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Yeshua Explored

Who are the laity?

todayApril 4, 2016 70

Background
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From the middle of the 1st Century onwards, once the generation of Jewish apostles and disciples had died out, the reins of the Church were grabbed by the Gentile Church fathers, most of whom were well versed in pagan Greek philosophy, notably that of Plato. The major effect of this was to introduce the mistaken, non-Biblical idea that there is a separation between the physical and the spiritual. This led to artificial divisions in the Church and Christian thinking, between the body and the soul, the natural and the supernatural, the holy and the profane.

On the practical level it even divided the Body of Christ into two classifications, the clergy (the spiritual “professional” Christians) and the laity (the rest of us). This idea has been re-inforced ever since, giving the mistaken belief that only a small group of us (the clergy) are called into full-time Christian service. The rest of us (the laity) are the ones who are “served” and pay for this “privilege”, usually financially.

There are two outcomes to this, both affecting us today, if we only realised it. During the Dark Ages, the “Christian” world had sunk to such a low that the common man hadn’t a clue what he really needed to do to be saved. The Bible was only available in Latin, the language of the clergy, which didn’t really matter as the general public was illiterate. Lives were so brutally short that the clergy taught folk that only by performing rituals in Church, could they get to heaven and that their lives on earth were hardly worth living, so at least they had something to look forwards to. A historian wrote the following:

The new kind of Christians, after the fall (of Rome), had little interest in their bodies as such. They cared about the health of their souls. They had no interest in consumption. They could lose their reputation rather than gain it for possessing wealth in a society where poverty was next to godliness. Roman wealth was replaced by Christian poverty. (A History of Knowledge, Charles Van Doren p. 96, Ballantine Books 1992)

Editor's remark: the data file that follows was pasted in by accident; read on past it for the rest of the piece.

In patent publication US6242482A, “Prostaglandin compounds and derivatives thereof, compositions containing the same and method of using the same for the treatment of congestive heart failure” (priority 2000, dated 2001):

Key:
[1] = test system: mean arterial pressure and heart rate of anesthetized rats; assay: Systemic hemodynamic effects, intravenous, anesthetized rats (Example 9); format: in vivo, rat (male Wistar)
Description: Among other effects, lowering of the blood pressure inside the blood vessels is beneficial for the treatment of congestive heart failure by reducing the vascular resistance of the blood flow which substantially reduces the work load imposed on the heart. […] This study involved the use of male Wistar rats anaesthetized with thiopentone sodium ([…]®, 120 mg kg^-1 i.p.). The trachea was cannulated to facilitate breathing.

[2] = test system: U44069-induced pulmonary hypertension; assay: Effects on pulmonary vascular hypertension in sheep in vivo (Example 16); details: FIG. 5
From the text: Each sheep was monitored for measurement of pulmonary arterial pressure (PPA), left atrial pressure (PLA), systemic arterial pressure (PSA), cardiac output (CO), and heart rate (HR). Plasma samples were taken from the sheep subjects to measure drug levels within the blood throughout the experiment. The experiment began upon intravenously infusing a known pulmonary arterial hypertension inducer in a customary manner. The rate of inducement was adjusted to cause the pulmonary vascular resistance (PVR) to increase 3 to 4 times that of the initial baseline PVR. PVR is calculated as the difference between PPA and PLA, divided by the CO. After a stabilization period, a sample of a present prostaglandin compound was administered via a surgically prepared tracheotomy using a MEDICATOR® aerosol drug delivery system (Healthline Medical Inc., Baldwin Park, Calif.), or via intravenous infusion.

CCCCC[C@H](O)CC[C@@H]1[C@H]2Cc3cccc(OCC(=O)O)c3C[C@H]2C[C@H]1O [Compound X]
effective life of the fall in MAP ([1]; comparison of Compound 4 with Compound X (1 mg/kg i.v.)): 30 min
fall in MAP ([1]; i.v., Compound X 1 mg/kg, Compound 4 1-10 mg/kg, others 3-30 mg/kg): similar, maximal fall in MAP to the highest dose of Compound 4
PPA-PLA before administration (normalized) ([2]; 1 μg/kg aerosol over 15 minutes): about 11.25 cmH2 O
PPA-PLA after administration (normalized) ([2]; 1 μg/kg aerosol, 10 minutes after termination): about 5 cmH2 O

There is every possibility that this thinking is still with us, even if in the milder form of not being interested in fulfilling their potential on earth because surely God has something better waiting for us in Heaven.

The other outcome is a more obvious one. We still have clergy and laity. The clergy these days also come in plain-clothed varieties, in pastors, worship leaders, writers, prophets, apostles and Christian leaders. These are our full-time Christian workers, earning their livelihood through exercising their God-given gifts. The tendency is for the laity to hand over all spiritual tasks to these “professional Christians”, to leave the rest of us to live our secular lives for ourselves. You can see here the subtle influence of Plato’s philosophy still with us – the separation of our lives into the spiritual and the secular. A symptom of this is the situation when a tramp or needy person wanders into the church – hold on, I’ll just go and fetch the vicar, he’ll pray for you / help you out financially / feed you / clothe you …

And there lies the problem and an “acceptable” refuge for a Christian shirker. We still think we’re the laity!

We’re not.

To him who loves us and has freed us from our sins by his blood,and has made us to be a kingdom and priests to serve his God and Father–to him be glory and power for ever and ever! Amen. (Revelation 1:5-6)

We are all priests to serve God, we don’t just anoint the special ones to intercede for us, as they did in Old Testament times.

But we still think we’re the laity. We are still used to elevating others to “minister” to us. We lay our hands on our TV sets because the “prophet” has told us we can catch the anointing that way. We allow our favourite trusted teachers to feed our spirits without examining their words against the plumbline of the Bible, seemingly bypassing our God-given critical faculties. We bind ourselves to TV ministries, attracted by the promised blessings and “financial rewards” or just because they look honest and speak well.

We are still dependent on professional Christians. We need to break free from the pews, take charge of our own Christian development and behave like the Bereans:

Now the Bereans were of more noble character than the Thessalonians, for they received the message with great eagerness and examined the Scriptures every day to see if what Paul said was true. (Acts 17:11)

For the previous article in this series, click here.

For the next article in this series, click here.

To find out about MY NEW BOOK, “Hope”, click here.

You can reach Steve with any comments or questions at the Saltshakers Web Community website.

Why are we still dependent on ‘professional Christians?

Written by: Miriam Emenike

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todayApril 4, 2016


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